published in 1686, Isaac Newton showed how the laws of motion and universal
gravitation describe the movements of the planets and everything else in the
- The solar system is held
together by the Sunís gravitational attraction, which keeps the planets in
their orbits; they move at precisely the right speed required to just overcome
the pull of solar gravity.
- The gravitational
attraction between two objects increases in proportion to the product of their
masses and in inverse proportion to the square of the distance between them.
- The planet Neptune was
discovered in 1846, near the location predicted by mathematical calculations
under the assumption that the gravitational pull of a large, unknown world,
located far beyond Uranus, was causing Uranusí observed positions to deviate
from its predicted ones.
- Estimates for the mean
Earth-Sun distance, known as the astronomical unit or AU, were gradually refined
over the centuries, eventually setting the scale of the solar system at 1AU =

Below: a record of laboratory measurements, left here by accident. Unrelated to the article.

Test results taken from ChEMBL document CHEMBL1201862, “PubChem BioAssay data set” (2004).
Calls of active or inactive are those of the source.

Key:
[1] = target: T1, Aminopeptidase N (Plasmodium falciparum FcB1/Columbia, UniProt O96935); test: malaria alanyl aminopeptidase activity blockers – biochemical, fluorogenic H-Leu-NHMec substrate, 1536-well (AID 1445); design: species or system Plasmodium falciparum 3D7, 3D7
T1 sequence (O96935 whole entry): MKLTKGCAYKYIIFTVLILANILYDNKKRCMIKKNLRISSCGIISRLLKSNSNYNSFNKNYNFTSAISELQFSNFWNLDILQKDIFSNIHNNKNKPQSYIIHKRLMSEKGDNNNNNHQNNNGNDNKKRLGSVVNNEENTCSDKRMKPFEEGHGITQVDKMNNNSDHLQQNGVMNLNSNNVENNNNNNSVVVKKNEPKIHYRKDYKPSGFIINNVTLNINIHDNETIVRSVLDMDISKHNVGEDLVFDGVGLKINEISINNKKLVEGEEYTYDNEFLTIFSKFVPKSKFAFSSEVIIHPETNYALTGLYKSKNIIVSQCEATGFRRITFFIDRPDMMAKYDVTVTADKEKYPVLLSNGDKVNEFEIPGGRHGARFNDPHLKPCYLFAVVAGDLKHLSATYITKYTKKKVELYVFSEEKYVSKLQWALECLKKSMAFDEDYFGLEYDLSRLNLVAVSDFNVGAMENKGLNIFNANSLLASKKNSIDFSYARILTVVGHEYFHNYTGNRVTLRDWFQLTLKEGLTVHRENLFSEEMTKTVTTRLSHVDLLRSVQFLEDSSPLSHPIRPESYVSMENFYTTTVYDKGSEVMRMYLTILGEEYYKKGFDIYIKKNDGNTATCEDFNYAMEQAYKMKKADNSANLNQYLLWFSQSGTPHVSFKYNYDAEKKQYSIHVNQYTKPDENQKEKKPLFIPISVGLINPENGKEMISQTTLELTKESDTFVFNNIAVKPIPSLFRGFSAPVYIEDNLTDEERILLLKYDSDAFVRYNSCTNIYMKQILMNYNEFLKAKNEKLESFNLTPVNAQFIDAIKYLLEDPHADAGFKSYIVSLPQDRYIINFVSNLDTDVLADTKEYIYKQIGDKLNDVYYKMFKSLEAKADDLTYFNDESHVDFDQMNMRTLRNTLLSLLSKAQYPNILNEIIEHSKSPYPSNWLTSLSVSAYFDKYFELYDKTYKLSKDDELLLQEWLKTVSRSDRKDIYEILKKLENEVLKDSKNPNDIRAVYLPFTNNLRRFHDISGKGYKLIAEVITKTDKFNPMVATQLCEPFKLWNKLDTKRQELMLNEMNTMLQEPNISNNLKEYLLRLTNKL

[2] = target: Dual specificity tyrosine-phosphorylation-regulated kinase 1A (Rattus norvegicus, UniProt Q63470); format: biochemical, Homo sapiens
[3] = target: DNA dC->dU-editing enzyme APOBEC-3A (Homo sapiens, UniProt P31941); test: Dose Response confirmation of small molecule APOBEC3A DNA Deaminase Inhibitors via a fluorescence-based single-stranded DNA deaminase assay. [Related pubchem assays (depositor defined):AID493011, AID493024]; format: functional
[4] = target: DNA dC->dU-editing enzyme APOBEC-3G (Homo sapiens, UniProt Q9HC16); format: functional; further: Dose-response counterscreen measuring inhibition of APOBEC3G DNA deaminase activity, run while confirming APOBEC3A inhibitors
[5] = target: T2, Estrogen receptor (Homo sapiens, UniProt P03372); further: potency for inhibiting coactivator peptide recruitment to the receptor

149.6 million kilometers. At this distance, it takes 499 seconds for light to
travel from the Sun to the Earth.
- The nearest star other
than the Sun is located at a distance of 4.24 light-years; it is about 270
thousand times further away from the Earth than the Sun.
- The Sun is the most
massive and largest object in our solar system. The Sunís mass, which is
333,000 times the Earthís mass, can be inferred from Keplerís third law using
the Earthís orbital period of one year and the Earthís mean distance from the
Sun, the AU.
- The Sunís size, at 109
times the diameter of the Earth, can be inferred from the Sunís distance and
- The temperature of the